Fast-forward to my time at Eastman. ( It’s a rival school to Juilliard.) When I was 16, I’d found an Eastman professor whom I admired so much that I had to learn from him, whatever it cost. But I hoped I’d still find a way to Itzhak Perlman, too. Sure enough, he made a visit during my freshman year. That concert made much more sense than the Wisconsin one since Eastman is such a well-known music school. My dream would come true this time for sure! Nope. His tickets started at $90. The box office workers barely concealed their contempt for all my questions. Was there a student rate? No. What about rush tickets? No. Could I hang around just in case someone no-showed? The lady’s glare told me it was time to go. Insult was added to my injury since Mr. Perlman performed in Kodak Theater. I played school orchestra rehearsals there every single day, and concerts once a month too. Now he was on that very stage, shining under the same warm golden stage lights, while I was shivering in the cold marble hall outside. The marble was sound-proof.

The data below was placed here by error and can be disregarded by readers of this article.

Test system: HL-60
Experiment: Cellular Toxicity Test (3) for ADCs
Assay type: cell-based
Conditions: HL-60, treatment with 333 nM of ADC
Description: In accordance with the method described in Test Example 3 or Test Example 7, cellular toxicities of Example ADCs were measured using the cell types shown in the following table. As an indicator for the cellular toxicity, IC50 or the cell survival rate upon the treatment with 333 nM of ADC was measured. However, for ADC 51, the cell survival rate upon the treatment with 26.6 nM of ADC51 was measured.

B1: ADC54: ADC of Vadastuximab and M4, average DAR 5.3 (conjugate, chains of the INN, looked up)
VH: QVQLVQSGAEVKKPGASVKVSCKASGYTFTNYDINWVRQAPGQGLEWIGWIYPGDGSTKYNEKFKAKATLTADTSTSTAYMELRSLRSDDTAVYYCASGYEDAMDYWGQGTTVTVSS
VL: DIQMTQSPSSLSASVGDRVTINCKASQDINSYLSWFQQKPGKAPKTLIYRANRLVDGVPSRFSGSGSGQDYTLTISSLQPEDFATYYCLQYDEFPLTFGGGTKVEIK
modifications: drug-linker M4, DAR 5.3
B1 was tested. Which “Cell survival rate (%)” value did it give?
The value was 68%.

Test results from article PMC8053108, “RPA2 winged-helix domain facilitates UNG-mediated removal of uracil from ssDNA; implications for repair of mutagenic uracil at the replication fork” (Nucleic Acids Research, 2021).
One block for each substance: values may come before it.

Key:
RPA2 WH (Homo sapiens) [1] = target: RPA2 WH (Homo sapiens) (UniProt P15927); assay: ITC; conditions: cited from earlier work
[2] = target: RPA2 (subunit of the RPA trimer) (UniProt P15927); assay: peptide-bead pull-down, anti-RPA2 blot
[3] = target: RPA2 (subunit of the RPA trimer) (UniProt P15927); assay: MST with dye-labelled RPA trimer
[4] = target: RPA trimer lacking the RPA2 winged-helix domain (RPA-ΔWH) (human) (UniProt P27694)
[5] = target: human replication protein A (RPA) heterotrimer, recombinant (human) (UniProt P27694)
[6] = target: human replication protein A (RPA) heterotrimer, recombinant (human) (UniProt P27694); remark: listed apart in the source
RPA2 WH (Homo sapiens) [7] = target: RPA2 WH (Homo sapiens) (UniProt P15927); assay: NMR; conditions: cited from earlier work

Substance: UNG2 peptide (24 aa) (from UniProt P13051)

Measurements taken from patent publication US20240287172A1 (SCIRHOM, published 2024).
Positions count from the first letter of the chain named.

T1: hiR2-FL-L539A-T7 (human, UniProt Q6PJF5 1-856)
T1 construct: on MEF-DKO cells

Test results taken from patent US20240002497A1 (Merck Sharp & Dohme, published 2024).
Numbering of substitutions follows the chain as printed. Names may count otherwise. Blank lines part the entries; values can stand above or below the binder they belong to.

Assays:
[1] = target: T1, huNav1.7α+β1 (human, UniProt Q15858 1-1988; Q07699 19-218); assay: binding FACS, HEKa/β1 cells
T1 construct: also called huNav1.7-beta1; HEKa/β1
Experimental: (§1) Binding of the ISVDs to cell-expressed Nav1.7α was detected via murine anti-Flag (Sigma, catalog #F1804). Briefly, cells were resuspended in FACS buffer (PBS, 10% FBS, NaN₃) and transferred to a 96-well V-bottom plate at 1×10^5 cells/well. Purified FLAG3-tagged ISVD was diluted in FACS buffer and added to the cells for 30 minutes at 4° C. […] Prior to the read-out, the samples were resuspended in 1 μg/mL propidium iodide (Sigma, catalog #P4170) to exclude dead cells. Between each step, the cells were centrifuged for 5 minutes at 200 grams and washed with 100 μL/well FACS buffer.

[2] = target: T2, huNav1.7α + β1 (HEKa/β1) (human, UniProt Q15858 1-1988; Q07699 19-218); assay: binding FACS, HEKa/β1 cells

Seven years later, I live in San Jose. Can you guess who just played with the San Francisco Symphony? Can you guess who went? Yes and Yes!!! This was perhaps one of the most ill-advised gambles we’ve made so far, but I just HAD to go. I’d known about the concert since last fall, and been saving and planning ever since. You’d think the epilepsy explosion would have dissuaded me, but no. I didn’t care how much medication, blood tests, whatever. I was going to get better by May so I could go. A semi-unbalanced obsession with that concert tantalized – but probably also motivated – me as I fought through another brutal wave of recovery. Discovering that we’d reached the end of the medication road crushed some goals for me. But I was going to get to that concert somehow. Playing my own concerts got taken from me, but there was no way that Perlman performance was going anywhere. I didn’t even care how many seizures I might have right as Ivan rolled my travel chair into the concert hall. Itzhak or bust!